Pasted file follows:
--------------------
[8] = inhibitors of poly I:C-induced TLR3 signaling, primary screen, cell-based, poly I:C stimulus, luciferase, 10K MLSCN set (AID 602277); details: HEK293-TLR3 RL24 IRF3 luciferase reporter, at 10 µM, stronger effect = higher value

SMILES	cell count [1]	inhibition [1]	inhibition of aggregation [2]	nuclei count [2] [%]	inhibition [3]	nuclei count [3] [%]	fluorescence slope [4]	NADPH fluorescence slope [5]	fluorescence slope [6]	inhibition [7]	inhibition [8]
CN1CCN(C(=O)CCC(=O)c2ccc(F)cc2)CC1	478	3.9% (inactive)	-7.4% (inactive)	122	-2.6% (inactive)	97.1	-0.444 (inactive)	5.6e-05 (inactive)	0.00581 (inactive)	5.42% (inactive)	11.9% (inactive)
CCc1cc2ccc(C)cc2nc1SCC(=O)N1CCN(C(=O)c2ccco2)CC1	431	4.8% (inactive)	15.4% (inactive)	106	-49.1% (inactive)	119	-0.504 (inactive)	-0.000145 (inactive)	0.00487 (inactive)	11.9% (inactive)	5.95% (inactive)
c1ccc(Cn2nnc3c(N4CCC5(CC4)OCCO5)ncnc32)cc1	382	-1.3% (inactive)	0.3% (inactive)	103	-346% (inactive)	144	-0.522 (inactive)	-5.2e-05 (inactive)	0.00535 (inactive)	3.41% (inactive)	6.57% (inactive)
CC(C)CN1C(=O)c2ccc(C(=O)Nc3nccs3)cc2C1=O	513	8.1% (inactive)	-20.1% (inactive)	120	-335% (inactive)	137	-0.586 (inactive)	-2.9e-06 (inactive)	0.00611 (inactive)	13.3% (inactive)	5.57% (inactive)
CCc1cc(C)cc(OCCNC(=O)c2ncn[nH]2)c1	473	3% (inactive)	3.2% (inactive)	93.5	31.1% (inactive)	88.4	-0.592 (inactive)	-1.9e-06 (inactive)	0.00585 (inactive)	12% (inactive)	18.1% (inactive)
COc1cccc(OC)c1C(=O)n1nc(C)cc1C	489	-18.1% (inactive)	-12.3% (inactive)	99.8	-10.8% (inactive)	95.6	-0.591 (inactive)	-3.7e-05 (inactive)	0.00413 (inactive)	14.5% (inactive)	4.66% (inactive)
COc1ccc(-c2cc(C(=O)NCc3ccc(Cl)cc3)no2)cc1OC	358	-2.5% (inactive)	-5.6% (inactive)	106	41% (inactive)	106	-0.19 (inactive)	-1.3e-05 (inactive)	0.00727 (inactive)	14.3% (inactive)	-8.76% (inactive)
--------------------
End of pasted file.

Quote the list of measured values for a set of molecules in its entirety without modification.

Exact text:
[8] = inhibitors of poly I:C-induced TLR3 signaling, primary screen, cell-based, poly I:C stimulus, luciferase, 10K MLSCN set (AID 602277); details: HEK293-TLR3 RL24 IRF3 luciferase reporter, at 10 µM, stronger effect = higher value

SMILES	cell count [1]	inhibition [1]	inhibition of aggregation [2]	nuclei count [2] [%]	inhibition [3]	nuclei count [3] [%]	fluorescence slope [4]	NADPH fluorescence slope [5]	fluorescence slope [6]	inhibition [7]	inhibition [8]
CN1CCN(C(=O)CCC(=O)c2ccc(F)cc2)CC1	478	3.9% (inactive)	-7.4% (inactive)	122	-2.6% (inactive)	97.1	-0.444 (inactive)	5.6e-05 (inactive)	0.00581 (inactive)	5.42% (inactive)	11.9% (inactive)
CCc1cc2ccc(C)cc2nc1SCC(=O)N1CCN(C(=O)c2ccco2)CC1	431	4.8% (inactive)	15.4% (inactive)	106	-49.1% (inactive)	119	-0.504 (inactive)	-0.000145 (inactive)	0.00487 (inactive)	11.9% (inactive)	5.95% (inactive)
c1ccc(Cn2nnc3c(N4CCC5(CC4)OCCO5)ncnc32)cc1	382	-1.3% (inactive)	0.3% (inactive)	103	-346% (inactive)	144	-0.522 (inactive)	-5.2e-05 (inactive)	0.00535 (inactive)	3.41% (inactive)	6.57% (inactive)
CC(C)CN1C(=O)c2ccc(C(=O)Nc3nccs3)cc2C1=O	513	8.1% (inactive)	-20.1% (inactive)	120	-335% (inactive)	137	-0.586 (inactive)	-2.9e-06 (inactive)	0.00611 (inactive)	13.3% (inactive)	5.57% (inactive)
CCc1cc(C)cc(OCCNC(=O)c2ncn[nH]2)c1	473	3% (inactive)	3.2% (inactive)	93.5	31.1% (inactive)	88.4	-0.592 (inactive)	-1.9e-06 (inactive)	0.00585 (inactive)	12% (inactive)	18.1% (inactive)
COc1cccc(OC)c1C(=O)n1nc(C)cc1C	489	-18.1% (inactive)	-12.3% (inactive)	99.8	-10.8% (inactive)	95.6	-0.591 (inactive)	-3.7e-05 (inactive)	0.00413 (inactive)	14.5% (inactive)	4.66% (inactive)
COc1ccc(-c2cc(C(=O)NCc3ccc(Cl)cc3)no2)cc1OC	358	-2.5% (inactive)	-5.6% (inactive)	106	41% (inactive)	106	-0.19 (inactive)	-1.3e-05 (inactive)	0.00727 (inactive)	14.3% (inactive)	-8.76% (inactive)